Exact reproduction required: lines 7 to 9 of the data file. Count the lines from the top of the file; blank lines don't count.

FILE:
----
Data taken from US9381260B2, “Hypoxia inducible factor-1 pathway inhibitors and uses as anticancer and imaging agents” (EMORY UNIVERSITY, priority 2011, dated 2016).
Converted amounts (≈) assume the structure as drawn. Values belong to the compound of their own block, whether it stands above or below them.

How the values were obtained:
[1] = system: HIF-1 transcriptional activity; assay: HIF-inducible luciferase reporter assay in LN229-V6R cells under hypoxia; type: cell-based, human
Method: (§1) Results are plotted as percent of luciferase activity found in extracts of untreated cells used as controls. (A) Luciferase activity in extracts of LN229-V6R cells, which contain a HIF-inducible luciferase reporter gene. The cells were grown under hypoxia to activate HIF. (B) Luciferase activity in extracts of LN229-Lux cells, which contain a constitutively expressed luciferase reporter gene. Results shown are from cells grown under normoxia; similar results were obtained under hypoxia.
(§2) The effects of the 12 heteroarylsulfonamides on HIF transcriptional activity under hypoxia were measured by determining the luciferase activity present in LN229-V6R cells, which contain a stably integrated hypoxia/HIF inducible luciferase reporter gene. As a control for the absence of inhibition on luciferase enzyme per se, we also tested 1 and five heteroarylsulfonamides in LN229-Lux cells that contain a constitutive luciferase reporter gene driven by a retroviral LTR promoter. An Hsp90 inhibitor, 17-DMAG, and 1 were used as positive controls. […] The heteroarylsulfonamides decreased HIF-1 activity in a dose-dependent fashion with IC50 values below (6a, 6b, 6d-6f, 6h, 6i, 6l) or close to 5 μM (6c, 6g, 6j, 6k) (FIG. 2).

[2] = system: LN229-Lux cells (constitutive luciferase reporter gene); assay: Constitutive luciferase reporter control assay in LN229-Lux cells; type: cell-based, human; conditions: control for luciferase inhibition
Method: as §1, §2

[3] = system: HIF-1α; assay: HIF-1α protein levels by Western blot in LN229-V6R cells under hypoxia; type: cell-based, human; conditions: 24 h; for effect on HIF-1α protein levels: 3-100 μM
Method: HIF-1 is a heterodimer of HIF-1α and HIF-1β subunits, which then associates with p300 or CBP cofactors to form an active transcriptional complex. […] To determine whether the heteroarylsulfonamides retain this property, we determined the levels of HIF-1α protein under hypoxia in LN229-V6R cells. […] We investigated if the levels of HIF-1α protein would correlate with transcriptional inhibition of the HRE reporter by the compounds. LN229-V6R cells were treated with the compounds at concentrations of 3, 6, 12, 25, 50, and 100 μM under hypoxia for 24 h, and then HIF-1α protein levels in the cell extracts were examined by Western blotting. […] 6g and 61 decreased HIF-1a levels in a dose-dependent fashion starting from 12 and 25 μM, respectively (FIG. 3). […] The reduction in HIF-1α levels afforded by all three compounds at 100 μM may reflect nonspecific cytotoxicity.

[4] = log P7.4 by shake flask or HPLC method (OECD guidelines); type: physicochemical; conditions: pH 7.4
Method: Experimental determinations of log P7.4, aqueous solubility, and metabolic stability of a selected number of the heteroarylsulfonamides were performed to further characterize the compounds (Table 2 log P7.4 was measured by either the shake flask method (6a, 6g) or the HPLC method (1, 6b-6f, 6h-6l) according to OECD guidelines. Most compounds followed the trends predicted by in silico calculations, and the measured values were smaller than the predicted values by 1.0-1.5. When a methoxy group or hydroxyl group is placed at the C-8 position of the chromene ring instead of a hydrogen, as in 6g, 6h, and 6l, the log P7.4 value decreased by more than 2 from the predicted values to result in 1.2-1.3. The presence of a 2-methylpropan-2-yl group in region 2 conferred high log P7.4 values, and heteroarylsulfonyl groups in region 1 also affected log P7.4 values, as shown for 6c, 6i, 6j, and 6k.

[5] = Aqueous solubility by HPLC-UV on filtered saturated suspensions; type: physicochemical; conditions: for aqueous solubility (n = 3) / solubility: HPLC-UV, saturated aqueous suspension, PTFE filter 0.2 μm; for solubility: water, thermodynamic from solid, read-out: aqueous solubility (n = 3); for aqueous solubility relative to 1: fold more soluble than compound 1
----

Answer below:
[2] = system: LN229-Lux cells (constitutive luciferase reporter gene); assay: Constitutive luciferase reporter control assay in LN229-Lux cells; type: cell-based, human; conditions: control for luciferase inhibition
Method: as §1, §2

[3] = system: HIF-1α; assay: HIF-1α protein levels by Western blot in LN229-V6R cells under hypoxia; type: cell-based, human; conditions: 24 h; for effect on HIF-1α protein levels: 3-100 μM